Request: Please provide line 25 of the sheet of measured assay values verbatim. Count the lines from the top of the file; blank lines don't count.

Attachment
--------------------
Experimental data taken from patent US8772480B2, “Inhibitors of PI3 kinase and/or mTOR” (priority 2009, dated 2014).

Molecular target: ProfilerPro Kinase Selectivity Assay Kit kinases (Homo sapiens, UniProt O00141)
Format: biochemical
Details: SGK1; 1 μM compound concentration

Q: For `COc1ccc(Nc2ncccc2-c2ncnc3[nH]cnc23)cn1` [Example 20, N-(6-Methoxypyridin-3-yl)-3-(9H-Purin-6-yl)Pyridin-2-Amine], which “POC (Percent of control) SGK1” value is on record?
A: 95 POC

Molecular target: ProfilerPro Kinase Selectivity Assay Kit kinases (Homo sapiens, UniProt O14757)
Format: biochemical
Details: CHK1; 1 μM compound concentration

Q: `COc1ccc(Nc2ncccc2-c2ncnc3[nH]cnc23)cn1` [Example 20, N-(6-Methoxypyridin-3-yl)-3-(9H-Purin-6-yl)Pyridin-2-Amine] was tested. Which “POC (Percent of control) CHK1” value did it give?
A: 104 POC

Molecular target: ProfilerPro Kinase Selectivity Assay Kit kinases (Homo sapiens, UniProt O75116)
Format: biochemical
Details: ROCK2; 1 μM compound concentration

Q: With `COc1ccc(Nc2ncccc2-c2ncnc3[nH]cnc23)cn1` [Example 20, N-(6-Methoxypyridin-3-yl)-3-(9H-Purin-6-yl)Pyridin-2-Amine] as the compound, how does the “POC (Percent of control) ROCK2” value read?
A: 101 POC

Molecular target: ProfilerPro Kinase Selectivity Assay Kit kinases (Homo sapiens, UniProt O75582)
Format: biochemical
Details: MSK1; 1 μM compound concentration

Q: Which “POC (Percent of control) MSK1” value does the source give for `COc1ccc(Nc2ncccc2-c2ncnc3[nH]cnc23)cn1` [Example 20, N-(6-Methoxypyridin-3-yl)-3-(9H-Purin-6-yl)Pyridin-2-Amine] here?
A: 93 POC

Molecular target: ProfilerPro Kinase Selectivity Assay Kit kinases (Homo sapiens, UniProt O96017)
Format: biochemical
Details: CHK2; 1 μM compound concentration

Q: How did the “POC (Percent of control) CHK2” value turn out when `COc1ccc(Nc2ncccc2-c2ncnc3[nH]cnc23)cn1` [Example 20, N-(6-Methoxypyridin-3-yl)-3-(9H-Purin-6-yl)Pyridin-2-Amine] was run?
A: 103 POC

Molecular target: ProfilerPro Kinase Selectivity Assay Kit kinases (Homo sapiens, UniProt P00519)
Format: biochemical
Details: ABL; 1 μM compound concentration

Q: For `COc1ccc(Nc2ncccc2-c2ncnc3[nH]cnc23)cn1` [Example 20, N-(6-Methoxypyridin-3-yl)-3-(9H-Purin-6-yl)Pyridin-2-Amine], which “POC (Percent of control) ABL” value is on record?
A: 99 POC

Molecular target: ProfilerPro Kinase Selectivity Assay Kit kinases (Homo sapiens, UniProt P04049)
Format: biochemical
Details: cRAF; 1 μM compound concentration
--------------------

Q: How did the “POC (Percent of control) CHK2” value turn out when `COc1ccc(Nc2ncccc2-c2ncnc3[nH]cnc23)cn1` [Example 20, N-(6-Methoxypyridin-3-yl)-3-(9H-Purin-6-yl)Pyridin-2-Amine] was run?